Fighting fire with firearms

Brian Anderson/Contributing Writer

In light of the recent school shooting in Newtown, Connecticut—and other shootings
in Colorado, Arizona and Texas there have been changes initiated in gun laws, legislation
and rules for the purchasing of firearms and ammunition.

Other issues have prevailed.

A New York newspaper, The Journal News, was highly criticized for publishing names and
addresses of gun owners.

Some view this as a necessity. Others view it as a violation of the Second Amendment as well as a violation of their privacy.

But when your actions begin to infringe on the freedoms and safety of others, it becomes a problem.

Another issue of grave concern related to gun control is the issue of whether or not
to allow teachers the privilege of carrying firearms in schools. Again, the opinions
on this vary greatly.

According to M. Alex Johnson, a contributor to NBC Nightly News, more than one-third of states already allow teachers to carry guns in school without approval from law enforcement. More specifically—of all 50 states, 18 have such legislation in place. Among these states are Texas, California, New York, New Jersey and Wyoming. At times, all that’s needed is a note from the principal or an administrator.

Though Florida is not included on this list, it is among the states considering such laws.

There seems to be a conflict of interest. The Gun-Free School Zones Act of 1990 prevents anyone from having a firearm in a school zone. Yet, this doesn’t apply if the weapons are “approved by a school in the school zone.”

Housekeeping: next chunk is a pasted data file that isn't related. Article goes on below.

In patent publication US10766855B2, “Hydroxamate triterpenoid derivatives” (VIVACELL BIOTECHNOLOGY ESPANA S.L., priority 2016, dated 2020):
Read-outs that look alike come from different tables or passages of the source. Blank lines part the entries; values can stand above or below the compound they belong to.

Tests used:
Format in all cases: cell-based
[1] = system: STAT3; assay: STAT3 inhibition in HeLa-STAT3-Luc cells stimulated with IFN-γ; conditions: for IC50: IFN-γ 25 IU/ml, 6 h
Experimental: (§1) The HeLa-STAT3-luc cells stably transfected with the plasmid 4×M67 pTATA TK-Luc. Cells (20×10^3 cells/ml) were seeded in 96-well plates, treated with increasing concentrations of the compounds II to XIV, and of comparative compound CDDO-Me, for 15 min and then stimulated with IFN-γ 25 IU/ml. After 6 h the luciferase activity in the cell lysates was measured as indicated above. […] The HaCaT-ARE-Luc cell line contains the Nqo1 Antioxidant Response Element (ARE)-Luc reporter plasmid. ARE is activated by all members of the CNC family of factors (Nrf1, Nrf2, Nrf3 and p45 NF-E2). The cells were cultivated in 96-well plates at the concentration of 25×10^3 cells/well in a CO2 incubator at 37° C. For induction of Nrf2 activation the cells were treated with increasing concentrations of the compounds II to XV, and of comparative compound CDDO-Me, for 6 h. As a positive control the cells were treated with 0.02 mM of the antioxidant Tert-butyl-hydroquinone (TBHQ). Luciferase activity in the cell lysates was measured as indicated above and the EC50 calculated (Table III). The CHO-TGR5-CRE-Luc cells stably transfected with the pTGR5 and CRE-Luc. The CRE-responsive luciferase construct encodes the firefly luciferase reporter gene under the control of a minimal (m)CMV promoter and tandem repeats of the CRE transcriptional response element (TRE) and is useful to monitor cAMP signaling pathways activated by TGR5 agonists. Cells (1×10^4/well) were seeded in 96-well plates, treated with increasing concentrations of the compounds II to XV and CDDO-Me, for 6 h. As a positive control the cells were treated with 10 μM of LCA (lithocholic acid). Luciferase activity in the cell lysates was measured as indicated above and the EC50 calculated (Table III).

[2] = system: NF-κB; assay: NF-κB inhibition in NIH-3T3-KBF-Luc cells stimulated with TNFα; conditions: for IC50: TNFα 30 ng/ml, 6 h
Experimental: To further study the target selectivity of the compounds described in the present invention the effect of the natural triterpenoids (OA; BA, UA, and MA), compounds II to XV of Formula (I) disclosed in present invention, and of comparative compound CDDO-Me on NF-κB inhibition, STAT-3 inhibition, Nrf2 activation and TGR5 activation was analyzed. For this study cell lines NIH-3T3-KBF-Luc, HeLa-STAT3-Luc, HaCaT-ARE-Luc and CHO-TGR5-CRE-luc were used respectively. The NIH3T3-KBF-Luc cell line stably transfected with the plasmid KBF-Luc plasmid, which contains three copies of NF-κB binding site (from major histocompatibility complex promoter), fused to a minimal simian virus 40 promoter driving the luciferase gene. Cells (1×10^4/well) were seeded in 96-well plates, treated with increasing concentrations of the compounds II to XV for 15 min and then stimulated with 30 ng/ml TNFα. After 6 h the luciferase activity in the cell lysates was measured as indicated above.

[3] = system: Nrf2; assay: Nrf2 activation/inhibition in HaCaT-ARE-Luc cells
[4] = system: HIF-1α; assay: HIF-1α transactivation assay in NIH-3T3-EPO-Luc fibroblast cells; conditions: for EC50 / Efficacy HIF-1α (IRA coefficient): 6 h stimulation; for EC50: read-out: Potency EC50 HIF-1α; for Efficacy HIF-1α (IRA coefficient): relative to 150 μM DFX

However, there are those who vehemently oppose such legislation and would do
anything to curb the passage of such laws.

Mahmoud Diallo, environmental health graduate student, disagrees with the concept. “The problem with gun control will not be solved by giving teachers access to guns.”

According to Diallo, stricter laws and background checks are needed before any real change can take place.

Diallo is not the only one who shares this perspective. According to a recent poll by the Connecticut Education Association, of 400 teachers, only 3 percent of educators favored arming teachers with guns, while 85 percent opposed. Within the same study, 98 percent of educators favored extensive criminal and mental health background checks for all gun purchases.

This debate prompts one to ask—what kind of country have we become when we
are even considering arming teachers with guns for the protection of pupils?

Just a generation ago, the only mention of guns in schools was for police to escort and protect students of different ethnicities on school grounds. Now, must teachers be stressed
with this additional responsibility?

Simply arming instructors with guns will not address the crux of the problem.

“Training teachers in ammunition [gun] use is not a solution to the problem at hand,” said Martha Barantovich, professor in the College of Education. “There are plenty of teachers that already have training and know how to properly use guns.”

According to Barantovich, there needs to be a collective, thoughtful discussion on how to address the many issues that are present in our society that led up to the massacre of children.

This is not a simple question and does not have a simple answer.

“Let’s increase the background checks, counseling to students, etc. along with banning assault weapons,” said Associate Professor Janvier Gasana in the FIU School of Public Health.

In addition to the stricter gun laws alluded to before, it starts with the children at home.

What is the underlying cause of these children becoming violent? Does it stem from violent
media exposure? Playing violent video games? Do these children have behavioral
problems or come from violent/broken homes? Perhaps proper counseling would

What is certain is that arming teachers will not solve the problem. We cannot combat violence with violence. It must begin with compassion.